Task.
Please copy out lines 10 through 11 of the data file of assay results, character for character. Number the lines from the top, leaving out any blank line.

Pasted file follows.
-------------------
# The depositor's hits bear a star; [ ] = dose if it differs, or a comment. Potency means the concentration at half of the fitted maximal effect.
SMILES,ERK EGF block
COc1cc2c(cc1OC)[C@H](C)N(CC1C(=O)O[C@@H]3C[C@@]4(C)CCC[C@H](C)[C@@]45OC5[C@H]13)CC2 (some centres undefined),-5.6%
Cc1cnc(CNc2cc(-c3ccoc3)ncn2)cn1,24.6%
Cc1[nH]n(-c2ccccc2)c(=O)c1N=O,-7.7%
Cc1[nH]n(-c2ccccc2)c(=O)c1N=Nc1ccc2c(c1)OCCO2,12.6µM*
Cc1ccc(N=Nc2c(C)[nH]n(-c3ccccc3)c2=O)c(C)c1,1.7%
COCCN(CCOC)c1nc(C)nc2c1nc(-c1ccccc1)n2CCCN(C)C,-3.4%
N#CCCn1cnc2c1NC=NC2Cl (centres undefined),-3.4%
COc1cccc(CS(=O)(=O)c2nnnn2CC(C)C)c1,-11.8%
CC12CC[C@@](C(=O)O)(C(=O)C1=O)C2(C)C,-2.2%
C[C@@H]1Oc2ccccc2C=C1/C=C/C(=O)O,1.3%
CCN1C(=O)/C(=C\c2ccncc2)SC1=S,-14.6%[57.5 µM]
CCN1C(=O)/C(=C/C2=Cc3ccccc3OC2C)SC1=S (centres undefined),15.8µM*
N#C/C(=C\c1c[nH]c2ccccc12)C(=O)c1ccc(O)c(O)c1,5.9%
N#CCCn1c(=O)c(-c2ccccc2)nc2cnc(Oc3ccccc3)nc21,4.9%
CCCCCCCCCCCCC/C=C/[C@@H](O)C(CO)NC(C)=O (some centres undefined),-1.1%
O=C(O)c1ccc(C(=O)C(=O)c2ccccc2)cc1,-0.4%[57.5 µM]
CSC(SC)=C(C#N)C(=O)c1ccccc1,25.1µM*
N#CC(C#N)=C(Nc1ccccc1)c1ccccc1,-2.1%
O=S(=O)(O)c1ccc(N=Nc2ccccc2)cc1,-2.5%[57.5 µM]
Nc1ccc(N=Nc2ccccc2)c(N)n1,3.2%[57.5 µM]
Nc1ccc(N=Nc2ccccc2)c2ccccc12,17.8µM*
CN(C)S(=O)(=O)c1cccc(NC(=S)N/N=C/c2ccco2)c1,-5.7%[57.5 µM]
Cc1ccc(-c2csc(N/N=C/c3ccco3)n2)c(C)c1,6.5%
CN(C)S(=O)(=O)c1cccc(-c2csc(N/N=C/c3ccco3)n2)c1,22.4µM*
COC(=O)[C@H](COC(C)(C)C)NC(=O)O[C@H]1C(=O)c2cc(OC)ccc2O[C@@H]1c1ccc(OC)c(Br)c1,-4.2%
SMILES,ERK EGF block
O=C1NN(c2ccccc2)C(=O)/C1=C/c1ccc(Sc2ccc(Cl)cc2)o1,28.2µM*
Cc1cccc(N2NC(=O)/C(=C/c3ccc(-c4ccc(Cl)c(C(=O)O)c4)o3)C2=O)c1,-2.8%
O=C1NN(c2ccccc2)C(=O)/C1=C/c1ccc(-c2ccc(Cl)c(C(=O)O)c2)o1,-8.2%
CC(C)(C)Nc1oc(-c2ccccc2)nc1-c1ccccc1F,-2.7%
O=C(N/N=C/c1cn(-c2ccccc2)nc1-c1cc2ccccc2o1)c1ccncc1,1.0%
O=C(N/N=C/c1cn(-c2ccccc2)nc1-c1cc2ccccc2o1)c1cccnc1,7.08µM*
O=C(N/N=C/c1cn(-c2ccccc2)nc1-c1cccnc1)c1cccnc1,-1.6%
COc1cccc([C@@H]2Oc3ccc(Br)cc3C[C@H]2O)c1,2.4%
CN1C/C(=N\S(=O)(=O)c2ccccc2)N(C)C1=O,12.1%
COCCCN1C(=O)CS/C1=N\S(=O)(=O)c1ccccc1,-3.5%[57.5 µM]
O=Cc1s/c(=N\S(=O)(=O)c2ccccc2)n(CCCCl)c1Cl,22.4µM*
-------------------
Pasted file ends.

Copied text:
COc1cccc(CS(=O)(=O)c2nnnn2CC(C)C)c1,-11.8%
CC12CC[C@@](C(=O)O)(C(=O)C1=O)C2(C)C,-2.2%